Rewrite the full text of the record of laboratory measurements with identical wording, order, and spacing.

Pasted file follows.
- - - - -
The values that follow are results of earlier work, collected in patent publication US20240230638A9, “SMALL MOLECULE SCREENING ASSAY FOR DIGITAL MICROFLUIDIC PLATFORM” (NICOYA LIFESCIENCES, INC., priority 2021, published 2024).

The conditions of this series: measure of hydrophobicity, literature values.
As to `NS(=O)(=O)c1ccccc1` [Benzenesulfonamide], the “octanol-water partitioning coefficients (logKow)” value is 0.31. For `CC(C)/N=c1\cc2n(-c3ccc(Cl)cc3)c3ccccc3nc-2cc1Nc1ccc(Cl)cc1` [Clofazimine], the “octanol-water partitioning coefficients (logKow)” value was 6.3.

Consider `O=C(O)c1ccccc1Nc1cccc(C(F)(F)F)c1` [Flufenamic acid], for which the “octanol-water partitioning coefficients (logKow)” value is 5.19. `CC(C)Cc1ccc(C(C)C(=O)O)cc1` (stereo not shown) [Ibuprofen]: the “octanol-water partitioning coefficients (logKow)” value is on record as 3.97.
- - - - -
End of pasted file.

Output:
The values that follow are results of earlier work, collected in patent publication US20240230638A9, “SMALL MOLECULE SCREENING ASSAY FOR DIGITAL MICROFLUIDIC PLATFORM” (NICOYA LIFESCIENCES, INC., priority 2021, published 2024).

The conditions of this series: measure of hydrophobicity, literature values.
As to `NS(=O)(=O)c1ccccc1` [Benzenesulfonamide], the “octanol-water partitioning coefficients (logKow)” value is 0.31. For `CC(C)/N=c1\cc2n(-c3ccc(Cl)cc3)c3ccccc3nc-2cc1Nc1ccc(Cl)cc1` [Clofazimine], the “octanol-water partitioning coefficients (logKow)” value was 6.3.

Consider `O=C(O)c1ccccc1Nc1cccc(C(F)(F)F)c1` [Flufenamic acid], for which the “octanol-water partitioning coefficients (logKow)” value is 5.19. `CC(C)Cc1ccc(C(C)C(=O)O)cc1` (stereo not shown) [Ibuprofen]: the “octanol-water partitioning coefficients (logKow)” value is on record as 3.97.